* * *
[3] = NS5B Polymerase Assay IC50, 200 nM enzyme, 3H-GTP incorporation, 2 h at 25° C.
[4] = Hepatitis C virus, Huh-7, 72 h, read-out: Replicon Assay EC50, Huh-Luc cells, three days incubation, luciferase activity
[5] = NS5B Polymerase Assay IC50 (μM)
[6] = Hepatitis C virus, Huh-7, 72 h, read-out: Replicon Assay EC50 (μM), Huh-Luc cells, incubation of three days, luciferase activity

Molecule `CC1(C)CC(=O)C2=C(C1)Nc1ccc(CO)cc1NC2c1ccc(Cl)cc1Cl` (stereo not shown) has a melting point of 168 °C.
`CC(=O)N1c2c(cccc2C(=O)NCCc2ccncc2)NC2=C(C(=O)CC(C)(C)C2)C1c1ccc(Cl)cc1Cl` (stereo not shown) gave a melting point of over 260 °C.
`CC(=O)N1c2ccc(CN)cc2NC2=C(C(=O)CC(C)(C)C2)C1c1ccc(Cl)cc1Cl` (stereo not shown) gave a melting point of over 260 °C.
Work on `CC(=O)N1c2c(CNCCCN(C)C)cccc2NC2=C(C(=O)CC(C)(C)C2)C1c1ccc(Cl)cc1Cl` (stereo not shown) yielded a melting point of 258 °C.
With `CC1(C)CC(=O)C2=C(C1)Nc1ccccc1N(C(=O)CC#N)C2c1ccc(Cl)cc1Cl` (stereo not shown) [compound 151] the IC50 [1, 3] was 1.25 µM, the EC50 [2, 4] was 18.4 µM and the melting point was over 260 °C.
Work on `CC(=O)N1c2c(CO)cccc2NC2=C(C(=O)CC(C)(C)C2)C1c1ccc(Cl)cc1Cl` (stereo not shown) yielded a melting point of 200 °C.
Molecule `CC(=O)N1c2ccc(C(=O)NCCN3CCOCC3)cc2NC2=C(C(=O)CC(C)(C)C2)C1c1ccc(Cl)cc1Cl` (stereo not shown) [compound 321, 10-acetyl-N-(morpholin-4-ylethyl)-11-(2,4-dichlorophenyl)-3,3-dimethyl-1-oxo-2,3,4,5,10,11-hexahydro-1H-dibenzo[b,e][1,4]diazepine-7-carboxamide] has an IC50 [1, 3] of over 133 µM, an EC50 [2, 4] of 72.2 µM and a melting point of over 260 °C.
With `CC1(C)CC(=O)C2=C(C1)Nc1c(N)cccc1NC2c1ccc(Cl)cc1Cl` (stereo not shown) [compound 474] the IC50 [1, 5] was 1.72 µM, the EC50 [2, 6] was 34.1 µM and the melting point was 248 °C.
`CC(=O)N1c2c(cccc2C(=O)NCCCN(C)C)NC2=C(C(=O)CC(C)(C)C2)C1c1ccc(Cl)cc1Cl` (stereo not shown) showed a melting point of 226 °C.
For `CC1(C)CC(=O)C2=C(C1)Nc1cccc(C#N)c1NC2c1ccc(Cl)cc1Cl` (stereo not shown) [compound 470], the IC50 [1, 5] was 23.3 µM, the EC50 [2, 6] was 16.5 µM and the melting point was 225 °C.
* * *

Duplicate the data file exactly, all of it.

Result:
[3] = NS5B Polymerase Assay IC50, 200 nM enzyme, 3H-GTP incorporation, 2 h at 25° C.
[4] = Hepatitis C virus, Huh-7, 72 h, read-out: Replicon Assay EC50, Huh-Luc cells, three days incubation, luciferase activity
[5] = NS5B Polymerase Assay IC50 (μM)
[6] = Hepatitis C virus, Huh-7, 72 h, read-out: Replicon Assay EC50 (μM), Huh-Luc cells, incubation of three days, luciferase activity

Molecule `CC1(C)CC(=O)C2=C(C1)Nc1ccc(CO)cc1NC2c1ccc(Cl)cc1Cl` (stereo not shown) has a melting point of 168 °C.
`CC(=O)N1c2c(cccc2C(=O)NCCc2ccncc2)NC2=C(C(=O)CC(C)(C)C2)C1c1ccc(Cl)cc1Cl` (stereo not shown) gave a melting point of over 260 °C.
`CC(=O)N1c2ccc(CN)cc2NC2=C(C(=O)CC(C)(C)C2)C1c1ccc(Cl)cc1Cl` (stereo not shown) gave a melting point of over 260 °C.
Work on `CC(=O)N1c2c(CNCCCN(C)C)cccc2NC2=C(C(=O)CC(C)(C)C2)C1c1ccc(Cl)cc1Cl` (stereo not shown) yielded a melting point of 258 °C.
With `CC1(C)CC(=O)C2=C(C1)Nc1ccccc1N(C(=O)CC#N)C2c1ccc(Cl)cc1Cl` (stereo not shown) [compound 151] the IC50 [1, 3] was 1.25 µM, the EC50 [2, 4] was 18.4 µM and the melting point was over 260 °C.
Work on `CC(=O)N1c2c(CO)cccc2NC2=C(C(=O)CC(C)(C)C2)C1c1ccc(Cl)cc1Cl` (stereo not shown) yielded a melting point of 200 °C.
Molecule `CC(=O)N1c2ccc(C(=O)NCCN3CCOCC3)cc2NC2=C(C(=O)CC(C)(C)C2)C1c1ccc(Cl)cc1Cl` (stereo not shown) [compound 321, 10-acetyl-N-(morpholin-4-ylethyl)-11-(2,4-dichlorophenyl)-3,3-dimethyl-1-oxo-2,3,4,5,10,11-hexahydro-1H-dibenzo[b,e][1,4]diazepine-7-carboxamide] has an IC50 [1, 3] of over 133 µM, an EC50 [2, 4] of 72.2 µM and a melting point of over 260 °C.
With `CC1(C)CC(=O)C2=C(C1)Nc1c(N)cccc1NC2c1ccc(Cl)cc1Cl` (stereo not shown) [compound 474] the IC50 [1, 5] was 1.72 µM, the EC50 [2, 6] was 34.1 µM and the melting point was 248 °C.
`CC(=O)N1c2c(cccc2C(=O)NCCCN(C)C)NC2=C(C(=O)CC(C)(C)C2)C1c1ccc(Cl)cc1Cl` (stereo not shown) showed a melting point of 226 °C.
For `CC1(C)CC(=O)C2=C(C1)Nc1cccc(C#N)c1NC2c1ccc(Cl)cc1Cl` (stereo not shown) [compound 470], the IC50 [1, 5] was 23.3 µM, the EC50 [2, 6] was 16.5 µM and the melting point was 225 °C.